Ever have a moment where you wonder why bad things happen? What did I do to deserve this? John 9 tells the story of a man who is blind from birth. The first question the disciples ask is: What did this man or his parents do to deserve blindness? Jesus doesn’t really care why the man is blind. Jesus simply has compassion for him and heals him.
When we encounter people who are struggling in life we sometimes want to know how they ended up in a particular situation. In other words, are they worthy of our care and concern? There is an important role for story-telling in helping us to understand what happened so we can prevent the same thing from happening again so that people responsible can be held accountable. But offering care and compassion is not tied to sin—to what someone has done or not done.
As the story moves on, Jesus heals mixes saliva and mud, smears it on the man’s eyes. Jesus sends him to wash and when he returns he can see. The neighbours and the community don’t recognize him anymore. They wonder if this the same man that they’ve known since he was a child. People begin to question the man. He keeps affirming that he is the same person they have always known and that Jesus was the one who healed him. This speaks to me of the process that happens when people come out about their sexual orientation or gender identity. As those of us in the LGBTQ community begin to talk about who we are, we say it’s still me. Who I am hasn’t changed. What has changed is your perception of me. Sometimes there are questions about how or why people identify a particular way. The why or how isn’t necessarily important. The important part here is that we recognize that of God within someone. You can hear the man in the story says that Jesus is from God. As he affirms God is at work in Jesus he is also affirming that the healing, the thing that everyone is questioning is also of God.
When the neighbours aren’t able to figure out what happened, the Pharisees get in the action. These were people who are very observant of the Jewish faith. They were concerned that Jesus had done this healing on the Sabbath day, the day of rest. But they continued to question the man and he kept responding. I was blind and Jesus healed me. Then the temple authorities called the man’s parents and asked them how he had been healed. They refused to answer because they were afraid of being tossed out of the temple. This goes back to the on-going conflict the writer of John is dealing with between the Christian-Jews and non-Christian Jews. The parents don’t want to lose their place in the temple so they will not intervene for their child and they will not support him. Being removed from the temple essentially resulted in shunning by the community—they would lose social and business connections as well as their place of worship. The parents put the responsibility for answering questions back on their son.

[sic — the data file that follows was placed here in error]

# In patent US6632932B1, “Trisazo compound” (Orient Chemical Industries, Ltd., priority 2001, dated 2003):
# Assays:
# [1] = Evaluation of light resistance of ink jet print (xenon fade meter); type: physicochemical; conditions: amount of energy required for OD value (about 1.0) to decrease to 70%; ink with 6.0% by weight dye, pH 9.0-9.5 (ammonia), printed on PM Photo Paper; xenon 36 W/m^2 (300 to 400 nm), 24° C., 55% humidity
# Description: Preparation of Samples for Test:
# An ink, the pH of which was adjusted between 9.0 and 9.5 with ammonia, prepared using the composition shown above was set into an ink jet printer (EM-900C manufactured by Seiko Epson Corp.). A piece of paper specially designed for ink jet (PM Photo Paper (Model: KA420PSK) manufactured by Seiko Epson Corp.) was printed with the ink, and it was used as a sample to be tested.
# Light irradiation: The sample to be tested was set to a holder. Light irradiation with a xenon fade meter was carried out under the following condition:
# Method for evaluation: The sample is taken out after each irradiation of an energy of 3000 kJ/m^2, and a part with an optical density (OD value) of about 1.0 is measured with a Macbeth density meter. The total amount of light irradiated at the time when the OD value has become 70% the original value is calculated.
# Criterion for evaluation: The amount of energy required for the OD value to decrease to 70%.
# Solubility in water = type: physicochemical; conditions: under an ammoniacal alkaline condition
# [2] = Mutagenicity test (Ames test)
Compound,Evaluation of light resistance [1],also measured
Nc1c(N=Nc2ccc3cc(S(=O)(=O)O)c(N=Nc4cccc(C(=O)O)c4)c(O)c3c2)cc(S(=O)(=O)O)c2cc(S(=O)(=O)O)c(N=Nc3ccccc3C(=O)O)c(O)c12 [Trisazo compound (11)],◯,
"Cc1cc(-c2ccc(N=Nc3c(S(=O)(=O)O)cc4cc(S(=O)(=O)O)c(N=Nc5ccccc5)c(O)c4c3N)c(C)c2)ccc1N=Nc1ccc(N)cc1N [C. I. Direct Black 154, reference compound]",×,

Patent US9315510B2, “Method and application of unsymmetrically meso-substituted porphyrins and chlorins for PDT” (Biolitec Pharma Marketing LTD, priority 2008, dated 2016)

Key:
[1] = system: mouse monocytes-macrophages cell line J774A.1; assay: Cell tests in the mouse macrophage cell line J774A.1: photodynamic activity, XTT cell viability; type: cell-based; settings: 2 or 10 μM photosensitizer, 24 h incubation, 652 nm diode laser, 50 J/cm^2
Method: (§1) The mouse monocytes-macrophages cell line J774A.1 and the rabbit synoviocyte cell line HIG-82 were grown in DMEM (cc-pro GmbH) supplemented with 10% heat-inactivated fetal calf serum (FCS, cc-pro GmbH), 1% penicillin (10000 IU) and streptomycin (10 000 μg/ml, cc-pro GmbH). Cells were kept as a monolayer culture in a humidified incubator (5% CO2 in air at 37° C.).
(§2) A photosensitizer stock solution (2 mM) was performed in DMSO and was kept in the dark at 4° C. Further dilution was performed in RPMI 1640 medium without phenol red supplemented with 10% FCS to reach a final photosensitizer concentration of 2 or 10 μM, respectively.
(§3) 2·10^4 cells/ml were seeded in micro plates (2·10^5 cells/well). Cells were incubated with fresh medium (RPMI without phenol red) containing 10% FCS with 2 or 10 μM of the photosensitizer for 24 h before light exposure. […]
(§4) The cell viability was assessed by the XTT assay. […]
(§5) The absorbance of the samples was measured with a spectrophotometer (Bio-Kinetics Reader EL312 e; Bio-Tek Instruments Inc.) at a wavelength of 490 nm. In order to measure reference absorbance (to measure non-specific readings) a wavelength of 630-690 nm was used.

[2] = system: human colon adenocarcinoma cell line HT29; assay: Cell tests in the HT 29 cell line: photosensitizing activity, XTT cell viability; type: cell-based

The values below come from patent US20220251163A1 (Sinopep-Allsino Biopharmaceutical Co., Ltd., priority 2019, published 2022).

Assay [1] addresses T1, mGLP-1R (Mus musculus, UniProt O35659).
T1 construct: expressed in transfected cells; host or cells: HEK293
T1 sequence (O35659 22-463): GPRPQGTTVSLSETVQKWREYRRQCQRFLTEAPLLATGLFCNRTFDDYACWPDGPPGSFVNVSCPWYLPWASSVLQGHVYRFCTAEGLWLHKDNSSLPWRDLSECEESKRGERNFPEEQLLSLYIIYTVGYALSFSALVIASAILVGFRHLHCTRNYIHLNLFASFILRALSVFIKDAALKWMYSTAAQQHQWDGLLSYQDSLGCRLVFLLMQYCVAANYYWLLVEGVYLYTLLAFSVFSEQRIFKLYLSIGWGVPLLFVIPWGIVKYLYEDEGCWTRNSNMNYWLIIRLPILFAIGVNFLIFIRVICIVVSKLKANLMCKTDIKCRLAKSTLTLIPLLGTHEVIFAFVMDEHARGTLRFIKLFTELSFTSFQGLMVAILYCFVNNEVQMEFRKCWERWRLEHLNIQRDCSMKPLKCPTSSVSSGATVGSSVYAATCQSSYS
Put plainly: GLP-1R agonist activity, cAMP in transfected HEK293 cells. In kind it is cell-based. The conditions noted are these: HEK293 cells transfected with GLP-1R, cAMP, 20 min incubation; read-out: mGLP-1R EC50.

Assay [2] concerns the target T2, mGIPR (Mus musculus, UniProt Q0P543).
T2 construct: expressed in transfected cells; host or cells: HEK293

The authorities call the man again to answer questions. This time when he answers the questions, the man has lots to say. You can almost hear is frustration as he says it again.
“One thing I do know, that though I was blind, now I see. I have told you already how it happened, and you would not listen. Why do you want to hear it again? Do you also want to become his disciples? Here is an astonishing thing! You do not know where he Jesus comes from, and yet he opened my eyes. We know that God does not listen to sinners, but he does listen to one who worships him and obeys his will. Never since the world began has it been heard that anyone opened the eyes of a person born blind. If this man were not from God, he could do nothing.” (NRSV)
The questions that he is asked, again and again, strengthen his faith in Jesus. Having to defend his faith helps him to be able to articulate who Jesus is for him. It helps him to be clear. He practices first with the neighbours—people who know him well and know him as a person. Then he begins to publicly defend himself. He doesn’t really have a choice. The man born blind is being questioned from every side. His life has been turned upside down. His livelihood has been begging but he no longer has that. No one is going to give to sighted, healthy person. He has no skills. He needs to be accepted into the community in order to survive. If he can’t convince the community that Jesus is of God, he will not have a place.
For those of us, like myself who are comfortable, it’s often easier to stay silent. I sometimes stay silent because I don’t want to upset anyone. It might be less complicated to say silent. Being able to stay silent is a source of privilege that not everyone has. Often it is those who are most vulnerable who use their voice to speak out against oppression, injustice, violence. Speaking out sometimes makes people more vulnerable and more of a target for hatred and violence.
We aren’t told what happens to the man born blind but unless others speak up for him, recognize that of God in him, his entire world will fall apart. Those of us who are comfortable, need to use our voices to stand with folks in our community and world who are vulnerable. We need to recognize that of God in the most vulnerable and lend our voices in support.